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|With friends like this|
|Saturday, 30 June 2012 16:52|
ABOUT three months ago, my husband sat me down and gave me the "I am no longer in love with you" speech, first seeking separation, now divorce. We have been together 31 years, married for 29.
About 17 years ago, he had a brief affair, which caused me intense heartache and a mini-breakdown. I managed to work through this and rebuild the relationship. Reading your devastatingly direct advice, I can now see he never loved me in the way required for a happy, lifelong marriage.
I still love him and bear him no malice, but he wants us to be good friends after the divorce. I feel I need to sever the connection for a few years; I need to get over my unrequited love, freeing me to be open to the loving relationship I have always desired, unlikely as it will be to achieve at age 54.
Your advice, if this is a correct course of action, would be most welcome, as would have been your direct advice 17 years ago.
What's the secret of a great police detective? He or she knows people cannot conceal their emotions. Even when it is in their best interest to hide their feelings, most people cannot do it. That's why a man who kills his wife may talk about her death as if talking about the weather, or he will overact to a degree, which is laughable.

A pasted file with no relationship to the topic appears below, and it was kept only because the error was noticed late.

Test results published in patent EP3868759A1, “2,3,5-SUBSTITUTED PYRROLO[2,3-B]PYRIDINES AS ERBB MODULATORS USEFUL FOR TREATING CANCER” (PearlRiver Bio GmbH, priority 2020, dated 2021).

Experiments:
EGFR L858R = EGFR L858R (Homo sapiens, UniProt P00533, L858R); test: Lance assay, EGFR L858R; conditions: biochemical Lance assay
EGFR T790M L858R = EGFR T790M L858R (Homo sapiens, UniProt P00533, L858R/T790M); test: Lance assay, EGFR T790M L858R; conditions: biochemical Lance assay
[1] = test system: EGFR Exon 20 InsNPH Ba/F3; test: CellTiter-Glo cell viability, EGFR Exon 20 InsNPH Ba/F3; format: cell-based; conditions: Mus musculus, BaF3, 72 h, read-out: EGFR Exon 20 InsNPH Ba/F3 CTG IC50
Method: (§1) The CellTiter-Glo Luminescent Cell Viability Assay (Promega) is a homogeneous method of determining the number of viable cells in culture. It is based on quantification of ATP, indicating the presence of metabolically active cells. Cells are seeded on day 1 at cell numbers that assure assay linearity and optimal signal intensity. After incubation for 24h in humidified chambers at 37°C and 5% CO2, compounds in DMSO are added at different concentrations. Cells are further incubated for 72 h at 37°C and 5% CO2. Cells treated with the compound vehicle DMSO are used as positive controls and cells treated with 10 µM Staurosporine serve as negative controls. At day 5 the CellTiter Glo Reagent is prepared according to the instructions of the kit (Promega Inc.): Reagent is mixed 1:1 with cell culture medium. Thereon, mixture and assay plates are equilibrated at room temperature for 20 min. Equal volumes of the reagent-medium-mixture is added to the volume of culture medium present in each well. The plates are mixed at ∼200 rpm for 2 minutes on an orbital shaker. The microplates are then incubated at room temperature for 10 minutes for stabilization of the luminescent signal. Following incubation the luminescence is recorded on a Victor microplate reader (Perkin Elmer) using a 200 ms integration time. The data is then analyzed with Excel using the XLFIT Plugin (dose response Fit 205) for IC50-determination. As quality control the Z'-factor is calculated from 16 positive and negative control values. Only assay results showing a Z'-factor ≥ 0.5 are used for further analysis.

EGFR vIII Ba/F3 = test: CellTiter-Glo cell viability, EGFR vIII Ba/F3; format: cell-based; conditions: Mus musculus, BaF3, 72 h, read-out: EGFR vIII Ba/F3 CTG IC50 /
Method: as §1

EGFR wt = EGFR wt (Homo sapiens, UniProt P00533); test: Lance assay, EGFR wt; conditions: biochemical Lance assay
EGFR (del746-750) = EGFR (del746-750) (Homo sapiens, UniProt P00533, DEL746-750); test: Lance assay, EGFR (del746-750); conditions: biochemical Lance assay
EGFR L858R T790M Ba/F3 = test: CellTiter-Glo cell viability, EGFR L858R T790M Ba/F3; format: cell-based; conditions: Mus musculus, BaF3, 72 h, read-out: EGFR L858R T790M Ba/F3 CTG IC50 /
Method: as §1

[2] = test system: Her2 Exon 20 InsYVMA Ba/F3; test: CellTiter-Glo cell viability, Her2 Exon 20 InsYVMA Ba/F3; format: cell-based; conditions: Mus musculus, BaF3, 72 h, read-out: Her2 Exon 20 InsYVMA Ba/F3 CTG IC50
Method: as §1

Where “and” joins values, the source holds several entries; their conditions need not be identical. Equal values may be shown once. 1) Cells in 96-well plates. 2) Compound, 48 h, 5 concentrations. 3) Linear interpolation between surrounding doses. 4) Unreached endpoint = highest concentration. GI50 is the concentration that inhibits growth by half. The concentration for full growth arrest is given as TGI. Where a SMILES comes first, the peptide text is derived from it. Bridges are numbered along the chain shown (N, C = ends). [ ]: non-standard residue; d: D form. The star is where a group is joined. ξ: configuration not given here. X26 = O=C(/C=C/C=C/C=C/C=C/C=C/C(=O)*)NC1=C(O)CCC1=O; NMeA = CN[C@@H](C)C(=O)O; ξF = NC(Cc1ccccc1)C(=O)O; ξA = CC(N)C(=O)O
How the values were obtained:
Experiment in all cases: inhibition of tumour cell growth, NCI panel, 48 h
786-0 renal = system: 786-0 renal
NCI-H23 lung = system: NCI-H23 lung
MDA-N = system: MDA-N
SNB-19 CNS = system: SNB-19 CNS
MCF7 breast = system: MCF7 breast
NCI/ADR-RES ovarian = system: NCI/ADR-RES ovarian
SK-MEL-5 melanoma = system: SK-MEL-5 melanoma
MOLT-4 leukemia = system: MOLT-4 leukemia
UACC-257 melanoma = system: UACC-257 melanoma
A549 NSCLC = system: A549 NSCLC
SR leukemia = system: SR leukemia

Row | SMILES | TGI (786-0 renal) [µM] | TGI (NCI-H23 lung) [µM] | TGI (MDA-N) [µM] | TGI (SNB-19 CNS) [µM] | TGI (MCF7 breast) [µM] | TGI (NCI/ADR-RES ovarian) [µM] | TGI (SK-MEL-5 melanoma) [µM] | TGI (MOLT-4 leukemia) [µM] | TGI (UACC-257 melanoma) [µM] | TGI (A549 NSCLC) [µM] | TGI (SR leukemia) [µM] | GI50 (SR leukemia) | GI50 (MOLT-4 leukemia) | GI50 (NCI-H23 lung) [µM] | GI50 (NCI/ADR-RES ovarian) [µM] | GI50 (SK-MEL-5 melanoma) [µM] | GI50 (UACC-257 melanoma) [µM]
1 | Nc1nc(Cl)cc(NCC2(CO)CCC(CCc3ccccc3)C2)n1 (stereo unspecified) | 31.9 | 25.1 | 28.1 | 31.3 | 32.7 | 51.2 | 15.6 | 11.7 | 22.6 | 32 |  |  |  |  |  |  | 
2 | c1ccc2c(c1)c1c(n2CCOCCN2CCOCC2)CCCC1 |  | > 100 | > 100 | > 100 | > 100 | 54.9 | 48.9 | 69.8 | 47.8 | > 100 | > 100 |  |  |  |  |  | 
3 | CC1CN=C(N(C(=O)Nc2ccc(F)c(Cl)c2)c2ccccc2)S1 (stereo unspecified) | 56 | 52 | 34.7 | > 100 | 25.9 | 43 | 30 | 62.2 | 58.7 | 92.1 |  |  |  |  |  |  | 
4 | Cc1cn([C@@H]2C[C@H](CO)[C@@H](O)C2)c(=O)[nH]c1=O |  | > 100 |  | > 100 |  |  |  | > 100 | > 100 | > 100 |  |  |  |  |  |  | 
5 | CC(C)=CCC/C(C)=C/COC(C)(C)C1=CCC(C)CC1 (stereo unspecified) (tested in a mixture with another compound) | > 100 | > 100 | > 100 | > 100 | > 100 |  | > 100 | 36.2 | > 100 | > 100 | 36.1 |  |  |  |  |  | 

It's a mystery to us why people act like emotions don't count. Why do they think they can live a life contrary to their deepest feelings?
Had your husband gotten his divorce 17 years ago, you would be 37 and trying to rebuild a life, instead of 54. He has gravely injured you. Twice.
You say you bear him no malice, but perhaps you should; perhaps it's time to acknowledge what he has done. He gave himself permission to be unfaithful; he poisoned your marriage and poisoned your feelings.
Now he wants you to be a good sport about it and be his friend. That makes it easier on him, and avoids negative judgments others may make about him ending your marriage.
The fallacy of forgiveness is that the injured party is expected to give twice: Once when they are injured, and once again when the other party is "forgiven". Psychologically, that's devastating to the spirit and self-esteem of the innocent party.
You are entitled to trust yourself; you are entitled to believe in the truth of your emotions; you are entitled to sever your connection to this man… Permanently, if that's the way you feel.
Wayne & Tamara
More Direct Answers
- Love or money
- Punching bag
- Lasting effects
- Only just begun
- ONE ROTTEN APPLE
- FIRST OF MANY
- On the ledge
- Into The Light
- Biological Imperative : - sometimes you have to stand up for your rights
- Horsing around
- Breaking with tradition
- Spring cleaning
- Fool me twice
- On hold